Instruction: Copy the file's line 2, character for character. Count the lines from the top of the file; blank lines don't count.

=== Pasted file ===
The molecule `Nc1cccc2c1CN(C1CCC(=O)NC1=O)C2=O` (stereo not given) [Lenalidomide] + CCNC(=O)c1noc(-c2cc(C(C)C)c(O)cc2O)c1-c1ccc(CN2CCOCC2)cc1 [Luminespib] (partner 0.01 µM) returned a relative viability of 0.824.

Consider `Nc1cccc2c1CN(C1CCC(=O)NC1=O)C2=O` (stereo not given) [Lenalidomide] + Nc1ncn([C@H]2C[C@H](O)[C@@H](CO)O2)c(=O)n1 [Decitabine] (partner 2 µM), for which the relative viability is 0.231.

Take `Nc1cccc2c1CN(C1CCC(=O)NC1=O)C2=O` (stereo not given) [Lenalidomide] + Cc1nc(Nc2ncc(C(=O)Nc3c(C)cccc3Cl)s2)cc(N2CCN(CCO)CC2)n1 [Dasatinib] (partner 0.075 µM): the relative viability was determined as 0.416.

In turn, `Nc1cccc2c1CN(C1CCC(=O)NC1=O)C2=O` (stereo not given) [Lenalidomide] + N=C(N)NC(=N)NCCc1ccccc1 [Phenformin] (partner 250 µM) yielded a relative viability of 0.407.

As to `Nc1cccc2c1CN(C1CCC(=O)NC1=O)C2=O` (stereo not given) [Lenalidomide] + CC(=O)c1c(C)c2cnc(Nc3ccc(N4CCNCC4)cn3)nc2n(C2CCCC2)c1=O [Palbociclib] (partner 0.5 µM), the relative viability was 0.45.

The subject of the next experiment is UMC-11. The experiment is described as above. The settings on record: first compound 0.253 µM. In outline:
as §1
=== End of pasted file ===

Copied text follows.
Consider `Nc1cccc2c1CN(C1CCC(=O)NC1=O)C2=O` (stereo not given) [Lenalidomide] + Nc1ncn([C@H]2C[C@H](O)[C@@H](CO)O2)c(=O)n1 [Decitabine] (partner 2 µM), for which the relative viability is 0.231.